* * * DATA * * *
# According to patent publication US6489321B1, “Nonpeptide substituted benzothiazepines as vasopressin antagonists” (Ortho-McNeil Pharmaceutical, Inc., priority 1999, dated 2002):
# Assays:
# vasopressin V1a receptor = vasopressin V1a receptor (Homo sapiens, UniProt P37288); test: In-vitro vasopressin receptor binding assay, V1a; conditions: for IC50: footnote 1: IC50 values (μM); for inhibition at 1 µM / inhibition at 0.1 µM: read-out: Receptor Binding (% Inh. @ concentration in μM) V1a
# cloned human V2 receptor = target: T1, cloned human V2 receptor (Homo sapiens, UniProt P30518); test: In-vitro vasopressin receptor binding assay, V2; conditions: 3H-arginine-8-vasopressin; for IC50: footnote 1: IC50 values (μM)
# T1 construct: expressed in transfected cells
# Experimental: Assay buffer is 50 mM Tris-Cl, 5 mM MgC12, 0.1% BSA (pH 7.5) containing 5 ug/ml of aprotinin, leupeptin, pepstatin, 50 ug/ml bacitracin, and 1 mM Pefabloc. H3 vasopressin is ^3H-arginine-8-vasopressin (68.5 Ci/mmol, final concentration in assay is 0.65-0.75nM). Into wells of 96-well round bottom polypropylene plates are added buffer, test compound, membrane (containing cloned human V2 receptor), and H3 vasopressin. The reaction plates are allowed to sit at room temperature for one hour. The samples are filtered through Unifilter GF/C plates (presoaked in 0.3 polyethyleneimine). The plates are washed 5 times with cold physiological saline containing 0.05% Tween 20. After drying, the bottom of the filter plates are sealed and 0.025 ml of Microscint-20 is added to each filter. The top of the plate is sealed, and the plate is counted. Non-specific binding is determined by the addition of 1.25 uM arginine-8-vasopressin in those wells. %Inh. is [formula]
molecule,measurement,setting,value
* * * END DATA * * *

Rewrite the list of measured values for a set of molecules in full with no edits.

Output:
# According to patent publication US6489321B1, “Nonpeptide substituted benzothiazepines as vasopressin antagonists” (Ortho-McNeil Pharmaceutical, Inc., priority 1999, dated 2002):
# Assays:
# vasopressin V1a receptor = vasopressin V1a receptor (Homo sapiens, UniProt P37288); test: In-vitro vasopressin receptor binding assay, V1a; conditions: for IC50: footnote 1: IC50 values (μM); for inhibition at 1 µM / inhibition at 0.1 µM: read-out: Receptor Binding (% Inh. @ concentration in μM) V1a
# cloned human V2 receptor = target: T1, cloned human V2 receptor (Homo sapiens, UniProt P30518); test: In-vitro vasopressin receptor binding assay, V2; conditions: 3H-arginine-8-vasopressin; for IC50: footnote 1: IC50 values (μM)
# T1 construct: expressed in transfected cells
# Experimental: Assay buffer is 50 mM Tris-Cl, 5 mM MgC12, 0.1% BSA (pH 7.5) containing 5 ug/ml of aprotinin, leupeptin, pepstatin, 50 ug/ml bacitracin, and 1 mM Pefabloc. H3 vasopressin is ^3H-arginine-8-vasopressin (68.5 Ci/mmol, final concentration in assay is 0.65-0.75nM). Into wells of 96-well round bottom polypropylene plates are added buffer, test compound, membrane (containing cloned human V2 receptor), and H3 vasopressin. The reaction plates are allowed to sit at room temperature for one hour. The samples are filtered through Unifilter GF/C plates (presoaked in 0.3 polyethyleneimine). The plates are washed 5 times with cold physiological saline containing 0.05% Tween 20. After drying, the bottom of the filter plates are sealed and 0.025 ml of Microscint-20 is added to each filter. The top of the plate is sealed, and the plate is counted. Non-specific binding is determined by the addition of 1.25 uM arginine-8-vasopressin in those wells. %Inh. is [formula]
molecule,measurement,setting,value